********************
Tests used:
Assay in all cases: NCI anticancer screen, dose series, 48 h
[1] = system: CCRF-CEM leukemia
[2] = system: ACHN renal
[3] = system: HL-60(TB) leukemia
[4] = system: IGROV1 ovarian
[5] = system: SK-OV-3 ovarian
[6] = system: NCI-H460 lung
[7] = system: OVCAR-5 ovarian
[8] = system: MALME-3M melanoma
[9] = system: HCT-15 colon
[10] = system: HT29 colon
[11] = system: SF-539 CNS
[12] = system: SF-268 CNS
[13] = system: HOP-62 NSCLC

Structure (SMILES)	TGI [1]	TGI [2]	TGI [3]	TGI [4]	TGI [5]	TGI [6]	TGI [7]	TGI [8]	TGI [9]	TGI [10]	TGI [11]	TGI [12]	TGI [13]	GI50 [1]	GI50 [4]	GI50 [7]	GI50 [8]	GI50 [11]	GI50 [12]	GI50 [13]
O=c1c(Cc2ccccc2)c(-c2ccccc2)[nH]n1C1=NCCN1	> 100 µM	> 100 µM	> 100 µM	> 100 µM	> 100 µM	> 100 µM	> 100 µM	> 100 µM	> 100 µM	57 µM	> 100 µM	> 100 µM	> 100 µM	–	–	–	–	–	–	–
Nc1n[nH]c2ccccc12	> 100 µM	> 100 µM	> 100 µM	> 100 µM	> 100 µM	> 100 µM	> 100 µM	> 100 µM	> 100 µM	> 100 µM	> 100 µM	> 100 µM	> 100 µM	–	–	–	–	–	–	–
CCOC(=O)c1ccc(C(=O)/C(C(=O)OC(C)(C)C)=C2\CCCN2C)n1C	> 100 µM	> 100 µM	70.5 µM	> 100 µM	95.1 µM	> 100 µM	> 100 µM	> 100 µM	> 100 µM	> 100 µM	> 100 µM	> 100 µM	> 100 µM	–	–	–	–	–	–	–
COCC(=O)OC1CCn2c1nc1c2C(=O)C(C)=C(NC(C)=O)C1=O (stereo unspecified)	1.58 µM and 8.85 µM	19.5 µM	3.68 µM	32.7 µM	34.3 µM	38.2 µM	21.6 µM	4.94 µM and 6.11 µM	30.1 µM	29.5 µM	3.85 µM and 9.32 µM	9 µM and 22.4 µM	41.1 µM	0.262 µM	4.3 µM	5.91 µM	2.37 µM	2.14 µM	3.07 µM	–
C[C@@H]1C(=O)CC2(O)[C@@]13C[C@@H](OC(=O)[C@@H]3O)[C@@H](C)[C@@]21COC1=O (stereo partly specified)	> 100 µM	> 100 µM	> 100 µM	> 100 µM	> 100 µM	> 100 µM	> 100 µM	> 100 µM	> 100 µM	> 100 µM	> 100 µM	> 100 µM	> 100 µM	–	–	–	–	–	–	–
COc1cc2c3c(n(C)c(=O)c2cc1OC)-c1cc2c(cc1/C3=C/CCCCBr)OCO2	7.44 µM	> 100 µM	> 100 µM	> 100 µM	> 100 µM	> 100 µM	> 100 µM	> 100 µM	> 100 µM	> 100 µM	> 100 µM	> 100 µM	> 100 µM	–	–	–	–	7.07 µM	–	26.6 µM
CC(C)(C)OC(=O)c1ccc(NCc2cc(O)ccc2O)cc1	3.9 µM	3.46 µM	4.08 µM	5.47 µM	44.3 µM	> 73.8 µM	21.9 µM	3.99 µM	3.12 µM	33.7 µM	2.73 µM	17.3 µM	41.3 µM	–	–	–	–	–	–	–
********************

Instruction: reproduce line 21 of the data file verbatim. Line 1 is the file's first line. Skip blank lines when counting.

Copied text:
C[C@@H]1C(=O)CC2(O)[C@@]13C[C@@H](OC(=O)[C@@H]3O)[C@@H](C)[C@@]21COC1=O (stereo partly specified)	> 100 µM	> 100 µM	> 100 µM	> 100 µM	> 100 µM	> 100 µM	> 100 µM	> 100 µM	> 100 µM	> 100 µM	> 100 µM	> 100 µM	> 100 µM	–	–	–	–	–	–	–